- Written by Tom Miles Tom Miles
- Created: June 22 2017 June 22 2017
This morning the team arrived at the Mdawi clinic site to an even larger crowd of people waiting to see us. The local pastors arrive long before us and have the people begin to organize. They all greet us with warm welcomes and are so patient while we get set up and ready for the day. Today Rev. Massawe of the LCEA opened the waiting crowd in song and prayer. It is powerful to witness this spiritual connection between cultures where language does not separate.
Clinic ran smoothly today. Teamwork continues to abound, which helps us provide care efficiently and effectively. Today we were able to care for approximately 270 patients, and there are nearly that many pre-registered to be seen tomorrow as well.
Traveling and serving in a developing country with a different culture than your own can be challenging. The team is encountering and feeling the struggles of not being able to assist patients the same way we would be able to in the United States. Care options are different due to availability and financial strain. Cultural norms and understandings are also impeding our desires to assist patients in the emotional and physical ways we want to. Providing support and care options looks very different. Our hopes are to continue to be examples to the local health care team; provide a few minutes of warmth, meaning and importance to the Tanzanian people; and share the Gospel message for eternal hope and salvation.
Today we saw a few more challenging cases. A woman presented with extensive nausea and vomiting. Steph was able to start an IV and administer fluids intravenously and provide antinausea medication. Creativity ensued for how to hang the IV fluids!
An elderly woman presented with a necrotic foot. She had a couple toes amputated about ten days ago and was unable to take her antibiotics. She now has a severe infection and more necrosis. The woman needs to go to the hospital for further treatment and another amputation or the patient and family can choose to not pursue treatment. Discussions of end of life care seem to be very minimal or non-existent. Treatment discussions prevail. The woman was very distraught at the thought of losing her foot and leg. Several elderly patients presented today with end stage Alzheimer's disease. Caring for a loved one with Alzheimer's looks very different in Africa. Families have the burden of providing care and maintaining the safety of the person. Another woman presented with depression. Discussing safety, emotions, and treatment with the patient was a bit challenging due to cultural acceptance of this disease.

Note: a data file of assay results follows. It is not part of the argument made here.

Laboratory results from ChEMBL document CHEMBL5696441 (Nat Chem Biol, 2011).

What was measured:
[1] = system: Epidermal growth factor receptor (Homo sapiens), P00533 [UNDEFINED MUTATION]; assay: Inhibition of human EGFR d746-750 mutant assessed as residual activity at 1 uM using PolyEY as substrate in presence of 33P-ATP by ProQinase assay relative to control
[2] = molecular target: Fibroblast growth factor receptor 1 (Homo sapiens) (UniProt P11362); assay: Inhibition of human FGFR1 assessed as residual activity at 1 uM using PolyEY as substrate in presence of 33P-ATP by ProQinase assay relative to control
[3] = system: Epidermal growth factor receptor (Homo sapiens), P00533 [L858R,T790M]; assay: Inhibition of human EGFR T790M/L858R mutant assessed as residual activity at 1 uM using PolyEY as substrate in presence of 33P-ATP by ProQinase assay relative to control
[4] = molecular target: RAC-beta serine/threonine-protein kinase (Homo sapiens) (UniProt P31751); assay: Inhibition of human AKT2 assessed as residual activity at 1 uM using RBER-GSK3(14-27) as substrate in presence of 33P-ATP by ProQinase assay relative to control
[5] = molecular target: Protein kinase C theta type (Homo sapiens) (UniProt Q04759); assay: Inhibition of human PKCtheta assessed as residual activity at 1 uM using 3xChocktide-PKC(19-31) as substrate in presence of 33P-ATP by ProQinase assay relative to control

The children continue to bring joy to the days. Their happiness and excitement to play and interact lightens the mood. The elderly have joy in their eyes as well. We cared for a woman who is 105 years old today. She raised nine children and spent her life cultivating the land. She was so appreciative of the care and for our attention. Each patient has expressed great gratitude to the team. And we continue to form relationships with the local team members as well.
Today Pastor Pase served as a mentor to the seminary students. He worked with them and the local pastors to lead the evangelism section of the clinic. Various LCEA seminary students and pastors took turns sharing the Gospel message during this time. Pastor Pase was able to provide guidance and suggestions. The seminary students continue to pray for each patient as they exit the clinic as well. This is great practice for them, and they are being seen as resources to the community.
This week it has been great to observe the team come together and to see each person's strengths shine through. It is excellent to see the care, learning, education and attention to detail that the team is bringing. Each team member fills an important role, and together with the local health care providers and pastors we have become a cohesive group. Tomorrow we hope to find the time and energy to care for all those who will be waiting for us.
“Hesed” is a Hebrew word that means “kindness,” “mercy,” “loyalty,” “loving-kindness” or “steadfastness.” It’s the way God intends us to live together—a “love your neighbor as yourself,” active, selfless, sacrificial, caring-for-one-another brand of living contradictory to our fallen natures. The “Heseders” are continually looking to work together to share some small measure of God’s extraordinary love. Won’t you join us?